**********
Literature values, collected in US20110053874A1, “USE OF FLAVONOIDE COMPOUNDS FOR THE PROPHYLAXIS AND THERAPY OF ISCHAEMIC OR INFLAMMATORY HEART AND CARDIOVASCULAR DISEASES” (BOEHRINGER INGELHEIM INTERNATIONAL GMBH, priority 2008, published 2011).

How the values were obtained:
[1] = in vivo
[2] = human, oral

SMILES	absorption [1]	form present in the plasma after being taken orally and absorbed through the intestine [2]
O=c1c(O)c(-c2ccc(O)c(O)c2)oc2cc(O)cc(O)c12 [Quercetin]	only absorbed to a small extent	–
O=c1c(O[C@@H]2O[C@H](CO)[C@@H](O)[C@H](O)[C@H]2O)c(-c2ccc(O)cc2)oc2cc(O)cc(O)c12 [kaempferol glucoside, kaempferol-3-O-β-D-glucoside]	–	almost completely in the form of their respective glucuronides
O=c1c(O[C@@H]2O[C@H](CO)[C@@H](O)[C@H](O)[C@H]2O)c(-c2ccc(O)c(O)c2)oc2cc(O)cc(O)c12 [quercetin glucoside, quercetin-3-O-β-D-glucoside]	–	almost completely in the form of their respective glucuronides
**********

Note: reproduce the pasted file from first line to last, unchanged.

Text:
Literature values, collected in US20110053874A1, “USE OF FLAVONOIDE COMPOUNDS FOR THE PROPHYLAXIS AND THERAPY OF ISCHAEMIC OR INFLAMMATORY HEART AND CARDIOVASCULAR DISEASES” (BOEHRINGER INGELHEIM INTERNATIONAL GMBH, priority 2008, published 2011).

How the values were obtained:
[1] = in vivo
[2] = human, oral

SMILES	absorption [1]	form present in the plasma after being taken orally and absorbed through the intestine [2]
O=c1c(O)c(-c2ccc(O)c(O)c2)oc2cc(O)cc(O)c12 [Quercetin]	only absorbed to a small extent	–
O=c1c(O[C@@H]2O[C@H](CO)[C@@H](O)[C@H](O)[C@H]2O)c(-c2ccc(O)cc2)oc2cc(O)cc(O)c12 [kaempferol glucoside, kaempferol-3-O-β-D-glucoside]	–	almost completely in the form of their respective glucuronides
O=c1c(O[C@@H]2O[C@H](CO)[C@@H](O)[C@H](O)[C@H]2O)c(-c2ccc(O)c(O)c2)oc2cc(O)cc(O)c12 [quercetin glucoside, quercetin-3-O-β-D-glucoside]	–	almost completely in the form of their respective glucuronides